Take care of yourself. Prioritize sleep, exercise, alone time (me-time) and adult time. This allows yourself to be healthy, engage in positive relationships and avoid high stress levels.
Schedule Family Fun Time. Engage the family in activities that allow positive interactions, including movie time, snuggling, and hopefully, laughing and talking as much as you can.
Know your Triggers and Pick your Battles. What sets you off? Take preventive measures so that you can teach yourself how to handle specific situations OR discover what you can do to avoid putting yourself in those situations.
Plan Ahead and Give Fair Warning. Be clear on expectations so there is no confusion. Also, make sure there are no surprises and that your child is aware of transitions and/or any changes that are about to happen.
Walk away and take deep breaths. When it gets ugly, your gut reaction is to scream. Instead, try to put your mind in a relaxed state by walking away, counting to 10 and taking deep breaths.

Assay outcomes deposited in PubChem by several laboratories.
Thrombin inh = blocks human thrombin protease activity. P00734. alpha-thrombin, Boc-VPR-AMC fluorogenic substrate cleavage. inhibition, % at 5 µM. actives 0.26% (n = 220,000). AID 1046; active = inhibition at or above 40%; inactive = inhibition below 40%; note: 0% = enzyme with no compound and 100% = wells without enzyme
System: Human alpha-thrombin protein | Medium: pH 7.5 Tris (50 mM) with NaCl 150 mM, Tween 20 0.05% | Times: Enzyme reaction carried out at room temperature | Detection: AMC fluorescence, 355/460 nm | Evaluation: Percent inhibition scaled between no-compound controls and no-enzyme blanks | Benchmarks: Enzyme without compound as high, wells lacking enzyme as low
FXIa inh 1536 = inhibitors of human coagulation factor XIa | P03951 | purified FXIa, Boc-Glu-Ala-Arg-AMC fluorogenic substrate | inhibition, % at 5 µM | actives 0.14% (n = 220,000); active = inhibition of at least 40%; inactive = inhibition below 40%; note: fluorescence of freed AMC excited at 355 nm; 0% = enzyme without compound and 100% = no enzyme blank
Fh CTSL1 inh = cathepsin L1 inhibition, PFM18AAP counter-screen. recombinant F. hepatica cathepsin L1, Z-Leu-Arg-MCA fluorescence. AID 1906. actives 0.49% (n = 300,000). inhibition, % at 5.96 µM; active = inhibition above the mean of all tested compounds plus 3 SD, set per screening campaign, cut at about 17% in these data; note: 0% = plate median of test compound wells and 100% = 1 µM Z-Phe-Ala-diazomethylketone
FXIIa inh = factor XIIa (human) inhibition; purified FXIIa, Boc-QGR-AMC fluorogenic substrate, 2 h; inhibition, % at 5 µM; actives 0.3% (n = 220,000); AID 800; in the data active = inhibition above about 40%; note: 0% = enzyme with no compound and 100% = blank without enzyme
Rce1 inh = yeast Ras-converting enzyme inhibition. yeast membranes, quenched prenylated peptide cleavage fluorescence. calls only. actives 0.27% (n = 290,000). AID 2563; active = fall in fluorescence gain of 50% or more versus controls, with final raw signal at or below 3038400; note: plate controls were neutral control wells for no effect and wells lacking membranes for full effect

Get Physical. You might prefer to jog in place or do jumping jacks. This helps to release stress and helps to distract you before you are ready to face the problem head on.
Wait several minutes before returning (depending on age). Once you have calmed your nerves, you can address your child in a more productive manner. This also gives your child time to think about the situation.
Squeeze an object. Remember those squeezable stress toys that you loved as a child? Break them out again (or invest in new ones)! Take all your anger out on the ball OR Play-Doh, before resorting to yelling. You will appreciate it in the long run!
Lower your Expectations. Research what is developmentally appropriate for your child. Don’t expect a young child to be able to sit quietly for hours in the car or at a library, when that is more then they can handle.
Whisper. This will get the attention of your child and makes them focus more to hear what you have to say instead of tuning you out.
Ask for Help. Taking care of young children can be exhausting and overwhelming. If you need, ask for help from family, friends or professionals. Take a break and the time to rejuvenate yourself.
Forgive yourself. When all else fails and you can’t hold back, don’t beat yourself up. Use it as a learning experience and note that the next time you will respond differently.